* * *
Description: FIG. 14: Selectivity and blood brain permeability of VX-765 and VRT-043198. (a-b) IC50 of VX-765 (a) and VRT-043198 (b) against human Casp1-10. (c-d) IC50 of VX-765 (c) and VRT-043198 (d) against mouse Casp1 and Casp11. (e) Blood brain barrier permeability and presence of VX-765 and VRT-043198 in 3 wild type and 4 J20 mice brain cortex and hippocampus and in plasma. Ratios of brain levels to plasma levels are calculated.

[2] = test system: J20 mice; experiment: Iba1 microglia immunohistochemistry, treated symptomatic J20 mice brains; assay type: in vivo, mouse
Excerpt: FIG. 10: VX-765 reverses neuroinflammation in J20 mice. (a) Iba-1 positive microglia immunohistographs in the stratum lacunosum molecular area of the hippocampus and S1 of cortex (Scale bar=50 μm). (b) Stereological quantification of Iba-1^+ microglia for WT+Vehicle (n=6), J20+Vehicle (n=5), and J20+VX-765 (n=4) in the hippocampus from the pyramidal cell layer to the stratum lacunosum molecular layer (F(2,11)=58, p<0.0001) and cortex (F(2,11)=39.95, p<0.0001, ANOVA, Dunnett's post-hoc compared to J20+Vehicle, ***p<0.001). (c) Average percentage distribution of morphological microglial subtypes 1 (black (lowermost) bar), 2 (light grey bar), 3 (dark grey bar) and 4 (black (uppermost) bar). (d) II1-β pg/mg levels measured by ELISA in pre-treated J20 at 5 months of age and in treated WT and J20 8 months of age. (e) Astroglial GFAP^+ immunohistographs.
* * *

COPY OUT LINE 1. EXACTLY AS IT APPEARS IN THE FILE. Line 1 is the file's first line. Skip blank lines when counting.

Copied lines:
Description: FIG. 14: Selectivity and blood brain permeability of VX-765 and VRT-043198. (a-b) IC50 of VX-765 (a) and VRT-043198 (b) against human Casp1-10. (c-d) IC50 of VX-765 (c) and VRT-043198 (d) against mouse Casp1 and Casp11. (e) Blood brain barrier permeability and presence of VX-765 and VRT-043198 in 3 wild type and 4 J20 mice brain cortex and hippocampus and in plasma. Ratios of brain levels to plasma levels are calculated.